Spotted this morning on a the side of bus in Brixton - a rather good anti-nuclear weapons ad from CND.

That's the first time in a while  I've seen such an ad, and it was a surprise. They must have cost a bit.
Seems a good thing - just for once we were not being told to buy something (apart, of course, from the anti-nuclear bomb message).

Is it the new climate of fear that's causing the revival of this group, which so often gets associated with the early '60s, Aldermaston marches, duffle coats, etc? The Scottish independence referendum, which will affect where Trident is based?

Well, it turns out  the Campaign for Nuclear Disarmament is running these ads just for Budget week, and has been raising funds for them via its website.

Putin and Kim Jong-un do seem to have upped the ante to the point where it's now not madness to start having those mushroom-cloud panic dreams.

What with Israel, Pakistan, and god know who else also in the club, you begin to convince yourself that it is not if but when.

So - all strength to the people behind that poster on the 45 bus!

Friday, 14 March 2014

A senior moment in Fopp

Browsing idly in Fopp the other day I had one of those moments.

You know Fopp - the OAP-magnet of a shop on Shaftesbury Avenue in the west end of London,  that sells lovely brand new CDs and DVDs at prices that even undercut Oxfam.
No wonder Fopp is a magnet for males of late middle age of a Tuesday afternoon, although I think the vinyl is being bought by the gen Y set.

I say OAP because it often seems to be packed with grey hairs of my own vintage hoovering up all the Dylan and Stones and Clash and Jean Luc Godard they can afford with their redundancy money/pensions. Maybe there are Saga coach trips to Fopp?

Turning from the books (two for £5, including  plenty of JG Ballards and W Brroughs and J Kerouacs) and the £3 CDs of 60s classics, I come face to face with a rack of what I still call LPs.

Of course, it is now really called vinyl but here in a rack was a set of a about a dozen records, all but two of which I had bought between 25 and 35 years ago and still have piled up under the bookshelves.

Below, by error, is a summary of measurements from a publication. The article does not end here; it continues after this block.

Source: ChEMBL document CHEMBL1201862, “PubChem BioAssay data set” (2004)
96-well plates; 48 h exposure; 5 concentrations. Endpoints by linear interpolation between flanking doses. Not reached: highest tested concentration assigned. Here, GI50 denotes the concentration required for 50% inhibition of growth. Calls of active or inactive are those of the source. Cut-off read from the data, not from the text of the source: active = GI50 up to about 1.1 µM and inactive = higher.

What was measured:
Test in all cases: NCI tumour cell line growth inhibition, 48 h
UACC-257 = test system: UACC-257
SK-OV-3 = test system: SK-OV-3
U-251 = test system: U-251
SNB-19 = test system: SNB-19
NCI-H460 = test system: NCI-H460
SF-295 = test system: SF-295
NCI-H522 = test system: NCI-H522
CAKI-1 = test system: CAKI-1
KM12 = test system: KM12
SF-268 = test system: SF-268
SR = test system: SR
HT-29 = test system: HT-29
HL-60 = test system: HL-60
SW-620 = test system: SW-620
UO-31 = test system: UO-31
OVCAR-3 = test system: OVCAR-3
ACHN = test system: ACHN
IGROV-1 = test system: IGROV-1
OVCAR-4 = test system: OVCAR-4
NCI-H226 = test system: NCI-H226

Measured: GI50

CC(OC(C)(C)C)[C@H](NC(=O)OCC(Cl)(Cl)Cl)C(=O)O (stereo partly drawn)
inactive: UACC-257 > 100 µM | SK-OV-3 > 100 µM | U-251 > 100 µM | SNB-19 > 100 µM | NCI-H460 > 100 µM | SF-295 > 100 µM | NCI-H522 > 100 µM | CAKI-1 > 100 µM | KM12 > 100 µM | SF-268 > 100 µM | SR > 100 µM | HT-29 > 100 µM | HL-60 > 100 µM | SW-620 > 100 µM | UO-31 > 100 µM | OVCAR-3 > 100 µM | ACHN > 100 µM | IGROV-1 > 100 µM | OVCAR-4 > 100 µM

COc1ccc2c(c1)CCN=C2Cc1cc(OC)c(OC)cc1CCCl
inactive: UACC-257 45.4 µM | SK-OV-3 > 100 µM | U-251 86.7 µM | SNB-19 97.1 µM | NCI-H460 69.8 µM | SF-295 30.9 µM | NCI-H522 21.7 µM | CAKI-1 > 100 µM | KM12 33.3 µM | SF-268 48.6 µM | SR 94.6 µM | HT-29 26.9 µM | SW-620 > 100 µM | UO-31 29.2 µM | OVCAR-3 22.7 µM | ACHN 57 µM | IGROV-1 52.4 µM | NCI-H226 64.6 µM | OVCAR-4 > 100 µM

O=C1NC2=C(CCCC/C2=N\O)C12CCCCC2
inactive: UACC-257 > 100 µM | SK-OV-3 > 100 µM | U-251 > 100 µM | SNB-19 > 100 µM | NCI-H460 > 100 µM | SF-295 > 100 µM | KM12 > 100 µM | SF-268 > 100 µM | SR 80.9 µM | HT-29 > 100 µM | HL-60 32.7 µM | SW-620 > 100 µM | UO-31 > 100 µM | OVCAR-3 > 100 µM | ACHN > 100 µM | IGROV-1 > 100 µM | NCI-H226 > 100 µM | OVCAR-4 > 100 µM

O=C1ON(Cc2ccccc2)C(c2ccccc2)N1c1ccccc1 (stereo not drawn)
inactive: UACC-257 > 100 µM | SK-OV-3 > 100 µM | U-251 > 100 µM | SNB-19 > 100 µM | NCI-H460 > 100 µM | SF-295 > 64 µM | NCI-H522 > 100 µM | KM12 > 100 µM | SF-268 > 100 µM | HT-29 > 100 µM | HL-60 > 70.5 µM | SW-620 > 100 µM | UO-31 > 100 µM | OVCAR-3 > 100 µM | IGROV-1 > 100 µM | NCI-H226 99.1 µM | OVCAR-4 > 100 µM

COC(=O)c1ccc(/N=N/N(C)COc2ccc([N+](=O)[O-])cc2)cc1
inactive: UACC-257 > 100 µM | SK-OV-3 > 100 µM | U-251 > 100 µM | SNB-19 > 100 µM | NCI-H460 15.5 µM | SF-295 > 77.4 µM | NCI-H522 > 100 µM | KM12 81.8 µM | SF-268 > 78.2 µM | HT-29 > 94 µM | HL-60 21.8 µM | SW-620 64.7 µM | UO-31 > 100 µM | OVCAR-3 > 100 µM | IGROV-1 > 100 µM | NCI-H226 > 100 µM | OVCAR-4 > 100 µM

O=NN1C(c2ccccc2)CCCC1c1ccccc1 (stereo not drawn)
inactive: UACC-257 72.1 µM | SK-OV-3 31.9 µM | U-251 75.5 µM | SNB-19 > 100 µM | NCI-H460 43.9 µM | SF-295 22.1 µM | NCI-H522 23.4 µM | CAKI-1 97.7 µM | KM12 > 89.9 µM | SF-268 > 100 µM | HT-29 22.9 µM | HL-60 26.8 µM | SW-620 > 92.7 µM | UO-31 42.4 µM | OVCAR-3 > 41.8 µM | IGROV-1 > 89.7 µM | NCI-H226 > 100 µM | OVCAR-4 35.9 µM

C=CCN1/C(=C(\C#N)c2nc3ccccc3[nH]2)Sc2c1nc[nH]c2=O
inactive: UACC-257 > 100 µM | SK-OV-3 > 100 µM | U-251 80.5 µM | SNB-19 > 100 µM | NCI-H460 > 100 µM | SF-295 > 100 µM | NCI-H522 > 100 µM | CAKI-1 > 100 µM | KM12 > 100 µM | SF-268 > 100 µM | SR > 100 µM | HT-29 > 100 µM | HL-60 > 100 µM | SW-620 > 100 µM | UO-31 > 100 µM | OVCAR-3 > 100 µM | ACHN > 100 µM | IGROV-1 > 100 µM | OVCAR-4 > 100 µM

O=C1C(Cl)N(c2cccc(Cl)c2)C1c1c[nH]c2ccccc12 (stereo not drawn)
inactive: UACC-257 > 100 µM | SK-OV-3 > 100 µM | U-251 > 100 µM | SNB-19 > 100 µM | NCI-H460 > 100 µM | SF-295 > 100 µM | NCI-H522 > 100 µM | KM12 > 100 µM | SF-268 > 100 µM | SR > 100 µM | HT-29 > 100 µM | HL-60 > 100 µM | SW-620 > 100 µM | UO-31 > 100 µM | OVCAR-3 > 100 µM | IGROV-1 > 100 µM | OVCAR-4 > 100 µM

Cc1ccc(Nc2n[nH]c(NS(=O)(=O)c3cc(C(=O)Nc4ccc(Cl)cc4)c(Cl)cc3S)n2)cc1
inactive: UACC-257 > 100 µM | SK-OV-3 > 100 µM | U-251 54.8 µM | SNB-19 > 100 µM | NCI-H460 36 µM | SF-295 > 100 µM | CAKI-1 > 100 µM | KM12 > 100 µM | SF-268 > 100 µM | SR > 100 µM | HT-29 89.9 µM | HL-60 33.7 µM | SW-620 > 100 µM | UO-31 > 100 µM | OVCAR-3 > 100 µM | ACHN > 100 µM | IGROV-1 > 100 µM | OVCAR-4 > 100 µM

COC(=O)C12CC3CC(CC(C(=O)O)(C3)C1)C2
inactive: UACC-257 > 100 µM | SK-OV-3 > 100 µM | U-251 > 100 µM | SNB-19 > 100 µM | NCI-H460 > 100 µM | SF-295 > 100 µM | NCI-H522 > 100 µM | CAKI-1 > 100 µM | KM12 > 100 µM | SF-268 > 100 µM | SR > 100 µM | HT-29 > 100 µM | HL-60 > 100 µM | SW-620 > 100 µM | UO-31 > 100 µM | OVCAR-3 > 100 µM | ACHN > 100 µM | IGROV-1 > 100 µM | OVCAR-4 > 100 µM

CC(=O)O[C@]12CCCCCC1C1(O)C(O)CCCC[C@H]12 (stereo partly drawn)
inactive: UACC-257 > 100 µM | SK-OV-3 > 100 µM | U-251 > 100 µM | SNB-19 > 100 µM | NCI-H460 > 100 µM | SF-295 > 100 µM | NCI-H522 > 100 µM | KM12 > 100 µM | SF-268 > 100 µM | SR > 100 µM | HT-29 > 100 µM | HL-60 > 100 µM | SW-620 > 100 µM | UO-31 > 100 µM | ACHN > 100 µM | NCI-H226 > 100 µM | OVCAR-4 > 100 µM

It just seemed odd that, in a few minutes in Fopp I could have bought all the records I bought over a year or two in the late 1970s. How I used to anguish over which to buy - because in those days, even with a job, it was a real treat to buy an LP. Often we would each buy different LPs and share them around for home taping.

No idea who is still buying Ry Cooder on vinyl, but it's always good to see it still has a market. Oddly, the vinyl versions are always two to three or even four times as expensive as the CDs.

Oh, and the most expensive of all here - Rumours at £30 - is one I do not own, and have often seen in charity shops for £1.

Thursday, 6 March 2014

(Almost) mown down on Landor Road

Cycling home from a strange round trip involving the Barnardo's charity shop in Brixton, the Phtotogrpahers' Gallery off Oxford Street, and then the 99p Shop in brixton - I took the shortcut around the back of the JobCentre, onto Stockwell Road, past the skatepark and the bike shop, then swerve left into what must once have been Stockwell's village green and into Landor Road.

Then a sort of whirlwind hit me, almost sending me over the handlebars. It was followed by a high-pitched howl and the sight of a large black car vitally flying up the street, crashing on brakes, then accelerating away again like a formula 1 racer.

A black kid on one of those little bmx-style bikes almost got hit by this vehicle, but he swerved in time and carried on regardless. I was shaking.

You wonder what. There must have been three to four hundred horsepower under the bonnet of that bastard car.

Where were they going, where had they been? Was it a getaway car from a murder scene? Or just some   blunt-nosed podgy yuppie trying to impress someone?

Most days I see these scenes, and these days the image that often floats to the surface is that of Putin, the barrel-chested bully-boy on his hunting steed.

And then the arseholes of the BNP who can still wield enough threat and fear to force Legoland - of all people - to cancel a private event for a Muslim group.

What the hell is going on, in 2014, 100 years after nationalism's worst hour?

Amnd how do I link a souped-up Merc in Brixton with  right-wing thugs in England and the president of the Russian Federation?